City / County Digest

CITY / COUNTY DIGEST

February 08, 2007

Army withdraws Ft. Meade sewage incinerator plan

Facing a groundswell of opposition, Army officials announced last night that they are withdrawing plans to build a sewage sludge incinerator at Fort Meade.

"It's Fort Meade's intention to terminate the project because it no longer makes good business sense," said Clyde Reynolds, public works director at the Army post.

Fort Meade issued a news release stating its intention at a public hearing on the project held by the Maryland Department of the Environment. Reynolds said Fort Meade plans to upgrade its wastewater treatment plant, eliminating the need to burn the sludge.

The announcement occurred after an article in The Sun yesterday about the proposal. Community leaders sharply criticized MDE, which tentatively approved the permit Dec. 21, for failing to inform the public about it or the hearing.

Army officials said last night that they had reached a decision to kill the project late last week, though they did not disclose that before last night. A spokeswoman for Fort Meade told The Sun in an e-mail this week only that a decision on the project would be delayed six months.

County Executive John R. Leopold, a Republican, spoke yesterday afternoon with the post commander, Col. Kenneth O. McCreedy, about the post's decision, said Bob Leib, a member of Leopold's Cabinet.

Leopold had come out early in the day in opposition to the incinerator, which would have operated 24 hours a day during the week to process hundreds of tons of sewage. The county executive called it "outdated technology" that would "constitute a public health threat that has not been properly vetted."

Reynolds said expansion of Fort Meade's sewage system would not begin before spring 2008, with plans to complete work by 2011.

Phillip McGowan

Anne Arundel: Linthicum

Light rail train severs woman's foot

A woman lost a foot after being struck by a light rail train yesterday morning, a spokeswoman for the Maryland Transit Administration said. About 7 a.m., a pedestrian who appeared to be in her 30s stepped in front of a moving train at the BWI Business Park stop. The operator of the train blew his horn several times but the woman did not respond or move from the tracks, said Holly Henderson, an MTA spokeswoman. The pedestrian was dragged for 20 feet, and her foot was severed. The woman, whose identity was not released, was taken to the Maryland Shock Trauma Center, where her condition was unknown.

Baltimore: Building code

Bill signed to make housing accessible

In her first public bill-signing since taking office three weeks ago, Mayor Sheila Dixon put her signature yesterday on legislation requiring that newly constructed houses that receive public assistance be accessible to the disabled.

The legislation applies to new houses that are financed in part with federal, state or city money or that receive subsidies such as payments in lieu of taxes or tax increment financing. It amends the city building code to require such houses to have at least one entrance and one bathroom that would be accessible to someone using a wheelchair.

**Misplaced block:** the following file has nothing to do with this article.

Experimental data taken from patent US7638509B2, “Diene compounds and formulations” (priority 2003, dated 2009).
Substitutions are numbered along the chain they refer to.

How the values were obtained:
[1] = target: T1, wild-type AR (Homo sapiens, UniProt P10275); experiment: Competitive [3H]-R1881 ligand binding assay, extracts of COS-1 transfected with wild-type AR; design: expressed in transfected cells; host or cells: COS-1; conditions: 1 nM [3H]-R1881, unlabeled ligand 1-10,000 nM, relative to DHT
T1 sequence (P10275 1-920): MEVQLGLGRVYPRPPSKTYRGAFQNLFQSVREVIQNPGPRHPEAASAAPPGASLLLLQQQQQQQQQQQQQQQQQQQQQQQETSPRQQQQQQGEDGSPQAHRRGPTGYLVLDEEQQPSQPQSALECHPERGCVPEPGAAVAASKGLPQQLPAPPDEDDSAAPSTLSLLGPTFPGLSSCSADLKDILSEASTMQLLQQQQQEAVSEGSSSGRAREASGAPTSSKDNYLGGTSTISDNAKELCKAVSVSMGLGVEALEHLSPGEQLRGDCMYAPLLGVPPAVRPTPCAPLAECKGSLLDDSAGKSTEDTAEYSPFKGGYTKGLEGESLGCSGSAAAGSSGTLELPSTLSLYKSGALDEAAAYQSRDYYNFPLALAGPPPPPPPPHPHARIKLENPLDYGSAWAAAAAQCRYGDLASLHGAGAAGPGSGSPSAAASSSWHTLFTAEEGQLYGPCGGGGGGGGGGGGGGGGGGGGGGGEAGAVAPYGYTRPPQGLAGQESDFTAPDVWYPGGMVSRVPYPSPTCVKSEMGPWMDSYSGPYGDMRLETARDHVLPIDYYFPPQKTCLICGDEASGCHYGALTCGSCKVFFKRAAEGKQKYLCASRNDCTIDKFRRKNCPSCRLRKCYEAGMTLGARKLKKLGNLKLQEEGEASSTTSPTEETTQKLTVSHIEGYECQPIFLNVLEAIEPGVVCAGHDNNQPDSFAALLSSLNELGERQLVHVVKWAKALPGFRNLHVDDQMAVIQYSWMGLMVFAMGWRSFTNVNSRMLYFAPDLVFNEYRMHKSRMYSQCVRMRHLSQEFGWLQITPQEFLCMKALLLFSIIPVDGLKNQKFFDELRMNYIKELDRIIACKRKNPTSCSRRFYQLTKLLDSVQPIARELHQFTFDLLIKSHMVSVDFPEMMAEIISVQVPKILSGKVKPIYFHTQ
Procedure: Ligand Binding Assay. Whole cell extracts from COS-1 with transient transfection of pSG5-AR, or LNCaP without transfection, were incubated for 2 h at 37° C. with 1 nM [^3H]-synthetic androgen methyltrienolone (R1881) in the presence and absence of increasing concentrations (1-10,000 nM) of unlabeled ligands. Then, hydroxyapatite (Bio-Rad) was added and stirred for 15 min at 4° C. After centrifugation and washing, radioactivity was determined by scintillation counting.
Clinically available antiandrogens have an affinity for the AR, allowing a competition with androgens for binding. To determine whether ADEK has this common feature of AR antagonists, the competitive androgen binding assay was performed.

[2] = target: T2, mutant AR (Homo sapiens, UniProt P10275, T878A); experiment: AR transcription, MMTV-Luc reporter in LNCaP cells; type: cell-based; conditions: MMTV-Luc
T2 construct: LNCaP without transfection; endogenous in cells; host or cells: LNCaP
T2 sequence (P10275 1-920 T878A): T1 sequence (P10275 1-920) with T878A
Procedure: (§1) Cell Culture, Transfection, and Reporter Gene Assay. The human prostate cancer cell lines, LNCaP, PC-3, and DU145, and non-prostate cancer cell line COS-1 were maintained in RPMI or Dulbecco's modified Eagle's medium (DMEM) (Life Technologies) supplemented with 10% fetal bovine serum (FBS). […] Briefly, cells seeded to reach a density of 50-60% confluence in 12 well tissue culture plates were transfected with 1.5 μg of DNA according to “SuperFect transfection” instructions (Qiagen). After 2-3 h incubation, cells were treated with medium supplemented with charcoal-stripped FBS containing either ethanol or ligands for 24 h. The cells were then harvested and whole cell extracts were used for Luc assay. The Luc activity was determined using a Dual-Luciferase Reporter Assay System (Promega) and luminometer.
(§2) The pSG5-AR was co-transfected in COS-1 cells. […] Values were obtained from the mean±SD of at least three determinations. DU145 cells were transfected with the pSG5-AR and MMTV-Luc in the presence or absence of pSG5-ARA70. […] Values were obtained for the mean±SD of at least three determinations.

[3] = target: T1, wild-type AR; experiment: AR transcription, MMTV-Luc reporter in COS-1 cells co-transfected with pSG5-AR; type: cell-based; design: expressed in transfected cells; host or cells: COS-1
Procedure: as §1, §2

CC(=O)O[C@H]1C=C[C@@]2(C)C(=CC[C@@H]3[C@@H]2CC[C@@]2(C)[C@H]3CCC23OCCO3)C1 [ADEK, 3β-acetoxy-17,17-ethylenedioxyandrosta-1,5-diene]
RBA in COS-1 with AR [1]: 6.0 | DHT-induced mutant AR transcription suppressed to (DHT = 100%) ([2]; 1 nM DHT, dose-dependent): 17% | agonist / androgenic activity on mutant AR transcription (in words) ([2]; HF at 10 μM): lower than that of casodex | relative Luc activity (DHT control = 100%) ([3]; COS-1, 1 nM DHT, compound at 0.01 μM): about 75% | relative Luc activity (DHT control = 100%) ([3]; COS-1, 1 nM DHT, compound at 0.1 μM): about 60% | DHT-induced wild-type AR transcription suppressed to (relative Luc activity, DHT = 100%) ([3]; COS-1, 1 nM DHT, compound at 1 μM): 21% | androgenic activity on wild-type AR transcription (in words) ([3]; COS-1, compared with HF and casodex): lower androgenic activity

Sponsored by City Councilman Robert W. Curran, the legislation is modeled after similar laws in Atlanta and Austin, Texas.

Dixon also swore in three new members of the Mayor's Commission on Disabilities.

Eric Siegel

Appointments

Dixon retains 3 more O'Malley appointees

Mayor Sheila Dixon said yesterday that she plans to retain three more members of former Mayor Martin O'Malley's administration. The three appointees include Alvin O. Gillard, executive director of the Baltimore Community Relations Commission; Sandra E. Baker, director of the city's Environmental Control Board; and David Tanner, executive director of the Board of Municipal and Zoning Appeals. "David, Sandra and Alvin are all great representatives of my vision for a more efficient and effective City government," Dixon said in a statement. "They've each not only brought innovative ideas to these enforcement and monitoring agencies, but they've quietly and appropriately implemented those innovations. For those sometimes subtle, but always significant, innovations, I'm glad that David, Sandra and Alvin will continue their work for the City of Baltimore."

Carroll County: Schools

Reading program hearing is today

The public hearing on the Carroll County schools' reading program, originally scheduled for Feb. 1, has been rescheduled for 6:30 p.m. today at the public schools' building, 125 N. Court St., Westminster. The Division of Instruction is examining the current reading program for all grades and will develop a two-year improvement plan. Information: 410- 751-3067.

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